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Active stakeholder perspectives on the internal- and external-alignment of a first year EGAP writing course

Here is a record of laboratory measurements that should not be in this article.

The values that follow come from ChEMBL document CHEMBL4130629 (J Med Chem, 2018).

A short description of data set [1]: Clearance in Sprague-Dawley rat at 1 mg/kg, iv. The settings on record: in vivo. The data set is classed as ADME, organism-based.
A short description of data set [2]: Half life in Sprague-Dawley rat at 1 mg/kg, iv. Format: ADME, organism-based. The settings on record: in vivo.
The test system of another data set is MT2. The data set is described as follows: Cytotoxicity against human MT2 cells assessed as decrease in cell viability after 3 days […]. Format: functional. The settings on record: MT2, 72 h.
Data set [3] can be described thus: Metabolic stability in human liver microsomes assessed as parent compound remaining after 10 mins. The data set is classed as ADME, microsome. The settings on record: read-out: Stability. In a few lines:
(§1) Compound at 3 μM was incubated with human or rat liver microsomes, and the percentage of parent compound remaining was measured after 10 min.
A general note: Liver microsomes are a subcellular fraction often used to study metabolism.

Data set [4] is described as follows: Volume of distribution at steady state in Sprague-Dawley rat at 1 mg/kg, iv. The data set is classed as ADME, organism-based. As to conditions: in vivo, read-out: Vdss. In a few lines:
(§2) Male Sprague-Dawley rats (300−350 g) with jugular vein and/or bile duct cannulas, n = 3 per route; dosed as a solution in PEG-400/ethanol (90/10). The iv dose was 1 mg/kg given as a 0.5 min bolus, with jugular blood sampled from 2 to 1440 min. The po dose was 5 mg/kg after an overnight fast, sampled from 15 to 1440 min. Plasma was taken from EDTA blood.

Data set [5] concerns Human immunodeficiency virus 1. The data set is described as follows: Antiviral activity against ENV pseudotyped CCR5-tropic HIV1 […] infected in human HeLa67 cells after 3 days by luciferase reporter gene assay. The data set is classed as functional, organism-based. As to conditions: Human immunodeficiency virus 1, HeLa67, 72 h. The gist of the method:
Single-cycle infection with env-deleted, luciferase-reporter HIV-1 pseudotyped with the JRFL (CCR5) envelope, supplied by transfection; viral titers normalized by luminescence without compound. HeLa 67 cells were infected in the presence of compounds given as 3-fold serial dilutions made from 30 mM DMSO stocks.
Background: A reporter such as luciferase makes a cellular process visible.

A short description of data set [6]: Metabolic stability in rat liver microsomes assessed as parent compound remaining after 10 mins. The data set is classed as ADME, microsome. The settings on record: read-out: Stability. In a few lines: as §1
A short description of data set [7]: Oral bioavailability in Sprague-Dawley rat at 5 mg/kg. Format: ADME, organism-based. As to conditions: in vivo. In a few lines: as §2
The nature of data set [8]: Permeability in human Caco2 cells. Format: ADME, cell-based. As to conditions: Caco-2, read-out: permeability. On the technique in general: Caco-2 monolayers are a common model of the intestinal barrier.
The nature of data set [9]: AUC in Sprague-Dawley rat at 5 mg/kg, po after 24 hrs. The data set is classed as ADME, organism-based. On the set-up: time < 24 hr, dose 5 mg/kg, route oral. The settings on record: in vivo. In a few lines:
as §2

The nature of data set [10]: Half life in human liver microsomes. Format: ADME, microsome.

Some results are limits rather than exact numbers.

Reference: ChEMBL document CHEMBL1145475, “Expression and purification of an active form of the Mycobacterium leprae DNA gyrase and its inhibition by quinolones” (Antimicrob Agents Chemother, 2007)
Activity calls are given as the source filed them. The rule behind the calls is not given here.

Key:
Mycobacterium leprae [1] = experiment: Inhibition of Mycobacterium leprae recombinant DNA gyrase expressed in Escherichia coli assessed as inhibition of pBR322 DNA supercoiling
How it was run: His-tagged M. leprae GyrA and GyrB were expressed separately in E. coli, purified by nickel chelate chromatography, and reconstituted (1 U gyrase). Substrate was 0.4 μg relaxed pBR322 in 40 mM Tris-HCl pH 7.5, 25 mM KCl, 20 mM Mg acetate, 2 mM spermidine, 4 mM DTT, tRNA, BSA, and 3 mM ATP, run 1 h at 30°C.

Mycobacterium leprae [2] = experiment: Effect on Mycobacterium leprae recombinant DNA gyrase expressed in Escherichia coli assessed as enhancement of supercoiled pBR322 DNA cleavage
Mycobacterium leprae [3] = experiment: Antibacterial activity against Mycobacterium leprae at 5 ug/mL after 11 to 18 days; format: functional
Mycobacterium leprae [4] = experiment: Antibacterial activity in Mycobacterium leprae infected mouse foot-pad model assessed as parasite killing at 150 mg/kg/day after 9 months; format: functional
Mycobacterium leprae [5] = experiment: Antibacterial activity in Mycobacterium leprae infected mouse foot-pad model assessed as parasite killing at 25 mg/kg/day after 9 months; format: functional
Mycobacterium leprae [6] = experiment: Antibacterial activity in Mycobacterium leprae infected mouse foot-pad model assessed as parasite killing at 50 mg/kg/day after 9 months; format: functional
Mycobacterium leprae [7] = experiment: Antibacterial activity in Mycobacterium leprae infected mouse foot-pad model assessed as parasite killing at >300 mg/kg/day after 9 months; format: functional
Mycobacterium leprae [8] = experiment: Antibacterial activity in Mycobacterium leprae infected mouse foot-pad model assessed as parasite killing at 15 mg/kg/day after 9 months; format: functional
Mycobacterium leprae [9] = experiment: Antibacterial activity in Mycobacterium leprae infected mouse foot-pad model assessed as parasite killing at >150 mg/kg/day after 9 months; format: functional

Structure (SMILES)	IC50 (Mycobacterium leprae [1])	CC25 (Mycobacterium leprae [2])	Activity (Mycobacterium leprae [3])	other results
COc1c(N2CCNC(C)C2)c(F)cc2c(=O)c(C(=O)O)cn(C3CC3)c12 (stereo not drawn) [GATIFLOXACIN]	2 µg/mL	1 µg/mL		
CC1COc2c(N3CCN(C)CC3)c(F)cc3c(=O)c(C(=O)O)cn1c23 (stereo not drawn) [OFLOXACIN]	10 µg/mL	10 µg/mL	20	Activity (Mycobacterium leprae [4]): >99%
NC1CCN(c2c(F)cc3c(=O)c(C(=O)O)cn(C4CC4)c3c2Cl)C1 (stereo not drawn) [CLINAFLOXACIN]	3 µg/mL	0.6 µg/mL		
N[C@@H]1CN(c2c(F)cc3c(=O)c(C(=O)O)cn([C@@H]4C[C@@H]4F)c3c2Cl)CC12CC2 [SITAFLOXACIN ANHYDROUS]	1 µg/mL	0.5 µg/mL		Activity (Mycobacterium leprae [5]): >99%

This practical, ongoing research project represents an initial inquiry into an intact required first-year once-a-week English-Mediated Instruction (EMI) English for General Academic Purposes writing (EGAP-W) course, focusing on the perspectives of the active stakeholders (i.e., students and teachers) on the perceived degree of constructive alignment (CA) at both course and curriculum level. As CA incorporates a range of rugged-yet-reliable educational theories, chief among them the learning context and processes, student approaches to learning, and curriculum development, this project investigates the representations of the educational system in which the stakeholders are operating. A convergent mixed-methods approach incorporated both quantitative (n = 397) and quantitative (n = 5) data from enrolled student-participants as well as qualitative data from semi-structured interviews with EGAP-W instructors (n = 6) in order to gain deeper insight into stakeholders’ perspectives. Initial results suggest that while course-internal alignment is perceived by the stakeholders as being relatively high, with students acknowledging the relevance of taught skills, course-external alignment is perceived as weak. In addition, secondary implications of note for both curriculum development and EMI were revealed. It is hoped that results and procedures from this study could provide a basis for instructor-stakeholders to help create more effective course-external connections between courses in extant curriculums, and to better align their course systems to the needs of their student-stakeholders as technology continues to influence educational institutions across society.